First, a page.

China’s Communist Party marked 70 years in power Tuesday with a military parade showcasing the country’s global ambitions and advancements in weapons technology.
Trucks carrying nuclear missiles designed to evade U.S. defenses, a supersonic attack drone and other products of a two-decade-old weapons development effort rolled through Beijing as soldiers marched past President Xi Jinping and other leaders on Tiananmen Square. Fighter jets flew over spectators who waved Chinese flags.
The display highlighted Beijing’s ambition for strategic influence to match its status as the second-largest global economy, even as Xi’s government suppresses dissent that illustrates the tensions between a closed, one-party dictatorship and a rapidly evolving society.
Those strategic goals include displacing the United States as the Pacific region’s dominant power and enforcing potentially volatile claims to Taiwan, the South China Sea and other disputed territories.
“No force can stop the progress of the Chinese people,” said Xi, was joined on the Tiananmen rostrum by Premier Li Keqiang, former Presidents Hu Jintao and Jiang Zemin and other party figures. Authorities said the event would include 15,000 troops, more than 160 aircraft and 580 pieces of military equipment.
The parade commemorated the Oct. 1, 1949, founding of the People’s Republic of China by then-leader Mao Zedong following a civil war with the Nationalist government, which retreated to Taiwan. China’s Communists are closing in on the 74-year record of the former Soviet Communist Party as the longest-ruling Marxist-Leninist party.
The display of “high-quality weapons” is meant to show Beijing is on track to “rejuvenate China in the global arena,” Henry Boyd, a military analyst at the International Institute of Strategic Studies in London, told The Associated Press
“The message is, this is a great power to be taken seriously,” Boyd said. “It is not to be treated as an inferior.”
Hong Kong Chief Executive Carrie Lam attended the Beijing parade with a delegation of Hong Kong officials and dignitaries in a show of unity with the ruling party.
Xi, wearing a gray Mao jacket, rode in an open-topped limousine past dozens of rows of truck-mounted missiles, armored personnel carriers and other military gear.
Soldiers in helmets and combat gear shouted, “Hello, leader!” and “Serve the people!” Xi replied, “Hello, comrades.”
Supported by China’s economic boom, military spending has risen 400 percent over the past decade as Beijing tries to match the United States, Russia and Europe in weapons technology. Foreign analysts say China is, along with the United States, a leader in unmanned aircraft and is catching up in missiles and some other areas.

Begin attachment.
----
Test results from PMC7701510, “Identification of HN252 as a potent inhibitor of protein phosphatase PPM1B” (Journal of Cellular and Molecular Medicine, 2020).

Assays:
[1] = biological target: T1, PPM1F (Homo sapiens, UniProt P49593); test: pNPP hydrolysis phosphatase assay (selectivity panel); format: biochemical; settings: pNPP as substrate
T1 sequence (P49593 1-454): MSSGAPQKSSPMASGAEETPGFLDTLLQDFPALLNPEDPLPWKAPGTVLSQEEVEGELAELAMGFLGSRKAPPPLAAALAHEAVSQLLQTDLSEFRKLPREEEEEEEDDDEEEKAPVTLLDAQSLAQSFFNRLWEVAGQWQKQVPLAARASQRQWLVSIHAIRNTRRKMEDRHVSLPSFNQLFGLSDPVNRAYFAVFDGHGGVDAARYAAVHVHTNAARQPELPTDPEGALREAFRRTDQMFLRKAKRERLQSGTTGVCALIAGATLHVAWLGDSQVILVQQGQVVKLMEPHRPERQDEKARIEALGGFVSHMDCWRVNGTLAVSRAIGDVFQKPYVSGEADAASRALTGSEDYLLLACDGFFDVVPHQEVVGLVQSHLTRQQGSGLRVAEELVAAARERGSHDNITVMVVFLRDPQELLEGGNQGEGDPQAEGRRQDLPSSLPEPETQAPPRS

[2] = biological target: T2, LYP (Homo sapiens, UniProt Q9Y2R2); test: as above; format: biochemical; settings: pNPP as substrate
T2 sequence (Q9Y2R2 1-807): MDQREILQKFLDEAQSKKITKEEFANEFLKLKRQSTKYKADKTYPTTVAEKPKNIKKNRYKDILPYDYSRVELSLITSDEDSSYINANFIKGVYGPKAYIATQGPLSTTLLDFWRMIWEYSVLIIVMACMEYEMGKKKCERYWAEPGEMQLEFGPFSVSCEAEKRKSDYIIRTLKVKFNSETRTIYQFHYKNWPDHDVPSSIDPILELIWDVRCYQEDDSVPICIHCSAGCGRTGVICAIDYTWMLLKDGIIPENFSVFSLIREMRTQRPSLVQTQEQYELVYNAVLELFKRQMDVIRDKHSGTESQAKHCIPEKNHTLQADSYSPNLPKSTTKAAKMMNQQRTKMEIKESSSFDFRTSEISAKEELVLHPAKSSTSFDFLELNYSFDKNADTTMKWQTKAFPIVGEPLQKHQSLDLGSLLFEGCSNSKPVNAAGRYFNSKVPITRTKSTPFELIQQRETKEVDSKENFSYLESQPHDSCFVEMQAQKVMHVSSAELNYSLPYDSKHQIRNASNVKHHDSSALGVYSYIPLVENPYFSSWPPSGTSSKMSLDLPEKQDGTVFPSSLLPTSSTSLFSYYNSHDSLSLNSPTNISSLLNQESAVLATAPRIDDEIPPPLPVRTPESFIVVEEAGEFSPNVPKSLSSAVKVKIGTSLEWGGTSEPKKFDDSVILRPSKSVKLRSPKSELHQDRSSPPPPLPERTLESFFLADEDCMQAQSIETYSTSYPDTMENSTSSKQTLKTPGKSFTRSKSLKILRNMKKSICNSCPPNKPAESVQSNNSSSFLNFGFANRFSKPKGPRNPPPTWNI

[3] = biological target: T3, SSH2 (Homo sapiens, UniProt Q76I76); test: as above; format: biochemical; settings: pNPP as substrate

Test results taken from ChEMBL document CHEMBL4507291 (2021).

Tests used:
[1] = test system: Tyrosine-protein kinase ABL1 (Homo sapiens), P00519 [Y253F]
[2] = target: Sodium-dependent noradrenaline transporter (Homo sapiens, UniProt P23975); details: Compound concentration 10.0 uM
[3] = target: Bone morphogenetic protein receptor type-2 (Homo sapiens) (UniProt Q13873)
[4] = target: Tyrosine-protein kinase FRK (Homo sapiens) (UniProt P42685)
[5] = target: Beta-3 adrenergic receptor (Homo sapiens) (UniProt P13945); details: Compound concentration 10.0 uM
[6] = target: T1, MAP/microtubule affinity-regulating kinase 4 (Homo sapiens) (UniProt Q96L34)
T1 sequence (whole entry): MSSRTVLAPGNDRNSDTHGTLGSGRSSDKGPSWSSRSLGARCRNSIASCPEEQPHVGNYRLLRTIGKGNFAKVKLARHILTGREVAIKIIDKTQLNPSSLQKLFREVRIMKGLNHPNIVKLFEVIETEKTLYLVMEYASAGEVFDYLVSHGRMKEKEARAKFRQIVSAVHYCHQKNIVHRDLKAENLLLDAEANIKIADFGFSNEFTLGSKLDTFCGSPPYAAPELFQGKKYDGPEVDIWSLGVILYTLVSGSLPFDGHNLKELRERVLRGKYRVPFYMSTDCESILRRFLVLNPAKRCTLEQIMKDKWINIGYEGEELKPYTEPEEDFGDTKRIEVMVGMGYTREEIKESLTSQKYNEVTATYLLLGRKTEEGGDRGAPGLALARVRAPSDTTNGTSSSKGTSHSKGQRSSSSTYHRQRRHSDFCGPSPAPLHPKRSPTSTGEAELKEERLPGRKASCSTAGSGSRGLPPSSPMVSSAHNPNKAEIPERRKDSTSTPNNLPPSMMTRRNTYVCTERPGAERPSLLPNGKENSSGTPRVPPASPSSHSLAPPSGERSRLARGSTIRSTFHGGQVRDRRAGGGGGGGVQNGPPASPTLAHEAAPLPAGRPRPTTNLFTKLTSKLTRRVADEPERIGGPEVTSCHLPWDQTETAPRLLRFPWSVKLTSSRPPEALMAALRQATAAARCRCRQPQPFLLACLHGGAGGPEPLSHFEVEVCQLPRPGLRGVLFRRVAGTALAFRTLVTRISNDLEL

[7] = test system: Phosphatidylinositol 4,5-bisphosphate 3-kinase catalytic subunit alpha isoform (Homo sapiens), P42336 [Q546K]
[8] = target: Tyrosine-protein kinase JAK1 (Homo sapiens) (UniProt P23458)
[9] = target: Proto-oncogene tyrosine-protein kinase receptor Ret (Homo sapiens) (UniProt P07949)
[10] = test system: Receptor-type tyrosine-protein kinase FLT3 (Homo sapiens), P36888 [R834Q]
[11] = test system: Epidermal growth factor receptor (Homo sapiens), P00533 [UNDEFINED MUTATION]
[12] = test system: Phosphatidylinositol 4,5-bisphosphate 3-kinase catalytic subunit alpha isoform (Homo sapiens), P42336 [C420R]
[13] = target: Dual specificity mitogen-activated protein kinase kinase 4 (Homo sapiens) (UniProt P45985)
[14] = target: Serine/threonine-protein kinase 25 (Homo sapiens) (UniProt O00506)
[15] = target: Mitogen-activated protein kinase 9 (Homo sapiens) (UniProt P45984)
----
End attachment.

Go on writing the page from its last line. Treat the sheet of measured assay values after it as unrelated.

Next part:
The parade “aims to show the outside world China’s confidence” and ability to protect its “overseas interests,” said Yue Gang, a retired army colonel and military commentator.
Despite “great improvements,” China “should not relax vigilance and needs to continue to make efforts,” Yue said.
The People’s Liberation Army, the world’s biggest military with 2 million men and women in uniform, also is working on fighter planes, the first Chinese-built aircraft carrier and a new generation of nuclear-powered submarines.
A closely watched weapon unveiled Tuesday was the Dongfeng-17, a nuclear-armed glider that foreign analysts say is designed to maneuver at high speed to evade anti-missile defenses. That could help counter American systems like those deployed in South Korea and Japan.
Another was an unmanned aircraft dubbed Sharp Sword that, if equipped with bombs or missiles, would be the first combat drone developed by a power other than the U.S. and its European allies.
Drones have “become an indispensable weapon” for Chinese forces, said Song Zhongping, a military analyst.
Beijing’s emphasis on missiles and other long-range weapons reflects expanding official ambitions to project power beyond Chinese shores after decades of its forces being confined to land.
Analysts say the long-range H-6N bomber, shown for the first time Tuesday, could be used to attack U.S. or other forces in the Pacific.
Another missile displayed, the Dongfeng-41, is believed to have the world’s longest range at up to 9,400 miles. Analysts say it may be able to reach the United States in as little as 30 minutes and carry as many as 10 warheads to hit separate targets.
The soldiers and military hardware were followed by 70 floats celebrating China’s economic achievements and former Communist leaders.
China’s military spending last year was the world’s second-highest at an estimated $250 billion, according to the Stockholm International Peace Research Institute. The United States, with a force of 1.3 million, led in spending at $650 billion, or more than 2½ times China’s level.
China’s nuclear arsenal has about 280 warheads, compared with 6,450 for the United States and 6,850 for Russia, according to SIPRI. Beijing says it wants a “minimum credible nuclear deterrent” but won’t be the first to use atomic weapons in a conflict.
The Communist Party’s hold on power appears to be secure three decades after it crushed pro-democracy protests centered on Tiananmen Square in 1989.
Beijing is trying to shore up cooling economic growth and prevent politically dangerous job losses amid a tariff war with Washington over trade and technology that has battered Chinese exporters.
The Associated Press contributed to this report.